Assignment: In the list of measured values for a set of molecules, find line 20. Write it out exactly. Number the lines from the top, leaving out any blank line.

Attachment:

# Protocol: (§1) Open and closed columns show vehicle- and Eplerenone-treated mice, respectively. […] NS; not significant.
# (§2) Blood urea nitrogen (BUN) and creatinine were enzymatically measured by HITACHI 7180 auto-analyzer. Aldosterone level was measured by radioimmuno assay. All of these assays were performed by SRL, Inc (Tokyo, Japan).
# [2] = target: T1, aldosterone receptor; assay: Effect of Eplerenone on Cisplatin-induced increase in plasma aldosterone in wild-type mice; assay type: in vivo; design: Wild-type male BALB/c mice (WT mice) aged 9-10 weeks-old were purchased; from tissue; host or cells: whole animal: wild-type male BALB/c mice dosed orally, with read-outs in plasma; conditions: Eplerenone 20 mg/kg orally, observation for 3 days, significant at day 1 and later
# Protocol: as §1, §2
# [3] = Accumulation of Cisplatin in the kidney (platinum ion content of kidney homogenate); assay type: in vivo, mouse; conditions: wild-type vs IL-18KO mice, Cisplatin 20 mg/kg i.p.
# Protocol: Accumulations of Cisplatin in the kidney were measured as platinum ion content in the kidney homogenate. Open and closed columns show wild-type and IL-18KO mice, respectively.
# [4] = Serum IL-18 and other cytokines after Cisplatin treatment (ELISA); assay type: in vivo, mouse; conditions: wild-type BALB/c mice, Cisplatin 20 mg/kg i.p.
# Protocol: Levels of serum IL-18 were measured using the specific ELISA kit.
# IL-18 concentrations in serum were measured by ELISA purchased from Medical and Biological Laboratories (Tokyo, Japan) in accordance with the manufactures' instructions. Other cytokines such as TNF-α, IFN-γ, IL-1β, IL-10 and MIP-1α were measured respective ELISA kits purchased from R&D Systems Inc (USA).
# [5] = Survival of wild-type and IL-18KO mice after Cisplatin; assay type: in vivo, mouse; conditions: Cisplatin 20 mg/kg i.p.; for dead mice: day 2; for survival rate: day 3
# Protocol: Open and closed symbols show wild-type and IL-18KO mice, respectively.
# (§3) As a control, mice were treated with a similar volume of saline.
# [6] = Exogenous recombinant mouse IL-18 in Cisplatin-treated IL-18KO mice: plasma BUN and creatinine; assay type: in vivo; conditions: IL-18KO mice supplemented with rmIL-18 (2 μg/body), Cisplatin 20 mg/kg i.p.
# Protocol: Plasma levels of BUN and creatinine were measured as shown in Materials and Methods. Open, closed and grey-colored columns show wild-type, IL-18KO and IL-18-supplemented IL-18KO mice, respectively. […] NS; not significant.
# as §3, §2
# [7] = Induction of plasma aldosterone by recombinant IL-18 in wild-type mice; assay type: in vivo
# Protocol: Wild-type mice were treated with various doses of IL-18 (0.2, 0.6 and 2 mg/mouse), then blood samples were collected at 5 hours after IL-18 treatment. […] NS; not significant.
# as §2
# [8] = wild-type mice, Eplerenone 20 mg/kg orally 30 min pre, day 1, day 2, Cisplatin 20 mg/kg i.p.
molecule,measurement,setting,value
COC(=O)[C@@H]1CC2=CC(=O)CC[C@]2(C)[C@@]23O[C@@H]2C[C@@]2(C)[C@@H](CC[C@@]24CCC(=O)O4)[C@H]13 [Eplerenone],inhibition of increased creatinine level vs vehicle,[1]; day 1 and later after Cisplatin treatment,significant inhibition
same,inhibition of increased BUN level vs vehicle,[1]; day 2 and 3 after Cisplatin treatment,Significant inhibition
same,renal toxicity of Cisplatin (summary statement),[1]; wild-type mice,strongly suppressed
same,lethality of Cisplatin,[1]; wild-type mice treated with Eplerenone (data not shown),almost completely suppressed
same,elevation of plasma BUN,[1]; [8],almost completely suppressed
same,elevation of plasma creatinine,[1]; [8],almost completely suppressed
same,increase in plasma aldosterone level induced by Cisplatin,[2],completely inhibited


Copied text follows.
molecule,measurement,setting,value